[6-8] When the people of Ammon saw that they were hated by David, they sent and hired the Syrians of Beth Rehob and Zobah, with 20,000 foot soldiers, and the ruler of Maacah with 1,000 soldiers, and the people of Tob with 12,000 soldiers.            When David heard it, he sent Joab, and all the troops of the soldiers. The people of Ammon came out, and put the troops in order at the entrance of the gate; and the Syrians of Zobah and Rehob, and the people of Tob and Maacah were by themselves in the field.

     [9-14] Now when Joab saw that the battle was set against him in front and back, he chose of all the best soldiers of Israel, and put them in order against the Syrians; the rest of the people he put under control of Abishai his brother; and he put them in order against the people of Ammon. He said, “If the Syrians are too strong for me, then you’ll help me; but if the people of Ammon are too strong for you, then I’ll come and help you. Be brave, and let’s fight for our people, and for the cities of our God; and Yahweh will do what’s right. So Joab and the people who were with him went to battle against the Syrians; and they ran before him. When the people of Ammon saw that the Syrians had run, they also ran before Abishai, and went back into the city. Then Joab went back from the people of Ammon, and came to Jerusalem.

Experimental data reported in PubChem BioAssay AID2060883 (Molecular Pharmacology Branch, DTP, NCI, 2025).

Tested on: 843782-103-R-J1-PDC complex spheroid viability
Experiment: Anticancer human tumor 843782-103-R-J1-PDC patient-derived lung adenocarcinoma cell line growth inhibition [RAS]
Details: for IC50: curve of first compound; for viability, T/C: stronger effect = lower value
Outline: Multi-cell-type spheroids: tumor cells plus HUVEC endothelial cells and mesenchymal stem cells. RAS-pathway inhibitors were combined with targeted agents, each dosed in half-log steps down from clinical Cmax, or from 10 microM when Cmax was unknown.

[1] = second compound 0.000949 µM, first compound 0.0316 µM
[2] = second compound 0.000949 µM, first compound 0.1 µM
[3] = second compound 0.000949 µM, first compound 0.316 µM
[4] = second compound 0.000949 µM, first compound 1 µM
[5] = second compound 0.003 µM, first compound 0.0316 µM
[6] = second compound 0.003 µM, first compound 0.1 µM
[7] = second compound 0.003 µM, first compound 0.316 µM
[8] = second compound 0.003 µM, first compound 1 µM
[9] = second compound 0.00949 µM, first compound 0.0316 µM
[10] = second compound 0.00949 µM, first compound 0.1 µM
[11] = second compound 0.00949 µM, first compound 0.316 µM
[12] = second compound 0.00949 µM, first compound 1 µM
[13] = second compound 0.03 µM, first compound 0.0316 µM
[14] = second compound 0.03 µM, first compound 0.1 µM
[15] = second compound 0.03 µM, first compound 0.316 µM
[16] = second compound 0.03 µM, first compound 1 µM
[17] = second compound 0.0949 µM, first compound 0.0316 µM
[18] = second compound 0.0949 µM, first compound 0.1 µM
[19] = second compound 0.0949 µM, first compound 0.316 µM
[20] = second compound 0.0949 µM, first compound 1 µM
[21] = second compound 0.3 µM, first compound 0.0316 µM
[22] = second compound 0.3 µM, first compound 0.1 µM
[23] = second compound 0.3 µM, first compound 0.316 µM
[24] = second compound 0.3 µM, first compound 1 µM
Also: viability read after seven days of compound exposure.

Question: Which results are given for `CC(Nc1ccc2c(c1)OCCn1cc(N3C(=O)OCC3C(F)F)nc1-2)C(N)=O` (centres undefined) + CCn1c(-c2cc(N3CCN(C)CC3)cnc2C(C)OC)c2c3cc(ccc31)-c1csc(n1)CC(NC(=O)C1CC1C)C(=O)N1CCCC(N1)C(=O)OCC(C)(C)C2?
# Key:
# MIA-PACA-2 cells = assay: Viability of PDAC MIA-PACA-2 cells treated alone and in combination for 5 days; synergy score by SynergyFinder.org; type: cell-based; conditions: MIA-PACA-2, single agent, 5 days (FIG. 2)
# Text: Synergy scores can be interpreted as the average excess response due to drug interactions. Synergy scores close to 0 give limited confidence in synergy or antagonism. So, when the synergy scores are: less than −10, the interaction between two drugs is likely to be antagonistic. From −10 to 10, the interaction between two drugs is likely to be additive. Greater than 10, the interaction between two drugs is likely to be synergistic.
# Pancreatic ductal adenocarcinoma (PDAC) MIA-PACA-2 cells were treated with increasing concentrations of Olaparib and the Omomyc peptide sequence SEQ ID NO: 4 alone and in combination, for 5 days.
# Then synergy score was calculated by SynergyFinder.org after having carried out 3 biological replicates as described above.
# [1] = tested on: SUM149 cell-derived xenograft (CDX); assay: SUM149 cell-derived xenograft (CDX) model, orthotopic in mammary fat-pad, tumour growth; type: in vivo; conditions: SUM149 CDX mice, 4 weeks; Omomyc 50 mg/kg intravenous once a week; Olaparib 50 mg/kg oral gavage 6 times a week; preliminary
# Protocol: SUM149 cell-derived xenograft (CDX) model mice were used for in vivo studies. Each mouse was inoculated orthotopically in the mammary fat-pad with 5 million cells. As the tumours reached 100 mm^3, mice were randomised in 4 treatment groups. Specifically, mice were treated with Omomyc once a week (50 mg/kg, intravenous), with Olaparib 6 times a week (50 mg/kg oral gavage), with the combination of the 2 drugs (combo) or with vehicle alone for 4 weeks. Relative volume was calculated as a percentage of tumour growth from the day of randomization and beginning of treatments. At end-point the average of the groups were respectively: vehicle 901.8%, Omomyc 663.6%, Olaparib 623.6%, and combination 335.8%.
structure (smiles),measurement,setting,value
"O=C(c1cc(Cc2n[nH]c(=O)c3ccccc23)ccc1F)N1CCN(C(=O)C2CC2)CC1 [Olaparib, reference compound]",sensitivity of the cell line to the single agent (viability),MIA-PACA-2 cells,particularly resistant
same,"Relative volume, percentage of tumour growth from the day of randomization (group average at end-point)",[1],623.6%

[15-19] When the Syrians saw that they were beaten by Israel, they gathered themselves together. Hadadezer sent, and brought out the Syrians, who were across the river; and they came to Helam with Shobach, the captain of the troops of Hadadezer at their head. It was told David; and he gathered all Israel together, and crossed over the Jordan, and came to Helam. The Syrians set themselves in order against David, and fought with him. The Syrians ran before Israel; and David killed of the Syrians the riders of 700 war vehicles, and 40,000 horse riders, and fought Shobach, the captain of their troops, who died there. When all the rulers who were workers to Hadadezer saw that they were beaten by Israel, they made peace with Israel, and served them. So the Syrians were afraid to help the people of Ammon anymore.